Being Successful Doesn’t Always Mean Recognition
Recently, I attended the World Choir Games 2012 in Cincinnati, Ohio, as a VIP. I attended the last set of competitions, Concert of Champions, and the closing concert. I heard the most amazing choirs in the world performing in the 7th World Choir Games – the first time in the US.
I was proud of the producers of the event, as well as the participants – it was a win/win for each participant and for Cincinnati – financially and otherwise. Cincinnati became the world focus for choral music for 11 days, and will be on a cultural destination map for many choirs throughout the world. In fact, INTERKULTUR, producer of the World Choir Games, announced that they will now have an office in Cincinnati for connecting US choirs to their many competitions worldwide.
I played my role early in the process, beginning in 2007. The event happened because INTERKULTUR hired me to connect them to a US city that would sponsor the event. They reported to me that, even though they had been the top producer of choir competition events in the world, most of the people in the US had never heard of them. The journey took over two years to put into place. I was in and out of the process while playing my part – connecting to someone to facilitate the city bids, connecting to Cincinnati to introduce the process and the event (nobody in the US had ever heard of this event or this 22-year-old company), facilitating the bid process and site selection, ensuring that the bidders understood the ultimate value of hosting this event, connecting to the State Department to let them know of the massive number of requests coming for visas and, finally, connecting to the best US choral conductors to serve on an Honorary Advisory Board. All these were key in the process. I did my part and did not expect personal recognition.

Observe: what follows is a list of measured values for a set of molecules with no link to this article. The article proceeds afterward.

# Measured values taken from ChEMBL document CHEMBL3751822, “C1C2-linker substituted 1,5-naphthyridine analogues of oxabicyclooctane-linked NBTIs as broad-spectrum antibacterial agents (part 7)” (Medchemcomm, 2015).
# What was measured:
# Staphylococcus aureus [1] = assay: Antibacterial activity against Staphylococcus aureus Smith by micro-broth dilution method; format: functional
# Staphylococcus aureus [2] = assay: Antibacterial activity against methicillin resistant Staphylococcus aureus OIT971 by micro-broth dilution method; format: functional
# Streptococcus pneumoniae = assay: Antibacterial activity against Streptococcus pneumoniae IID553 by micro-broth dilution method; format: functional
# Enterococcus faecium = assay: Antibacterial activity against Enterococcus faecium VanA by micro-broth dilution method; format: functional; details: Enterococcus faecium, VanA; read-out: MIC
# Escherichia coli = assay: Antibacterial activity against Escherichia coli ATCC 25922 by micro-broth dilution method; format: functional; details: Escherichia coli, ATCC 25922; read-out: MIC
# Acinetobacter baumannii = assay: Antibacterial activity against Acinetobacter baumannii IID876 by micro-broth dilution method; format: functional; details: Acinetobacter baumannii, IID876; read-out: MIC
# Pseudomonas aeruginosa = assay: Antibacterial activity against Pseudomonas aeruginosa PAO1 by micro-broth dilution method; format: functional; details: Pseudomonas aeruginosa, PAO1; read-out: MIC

As a high-functioning leader, I did my part to make this event happen, along with many early participants like Todd, Emma, Tim, and Venus. Our roles were very small compared to the work others did to plan and produce this event, with over 200 concerts and competitions over the 11-day period. It was quite an accomplishment that many can be proud of. I’m proud of my part and, even though it was small, I know that the event would not have happened without my efforts.
It’s the results, not bringing attention to ourselves, that matter. We can be a person of influence without people even knowing that we are present.
What can you accomplish if you are not seeking personal praise?
The Transformational Leadership Strategist
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(c) 2012 Hugh Ballou. All rights reserved.
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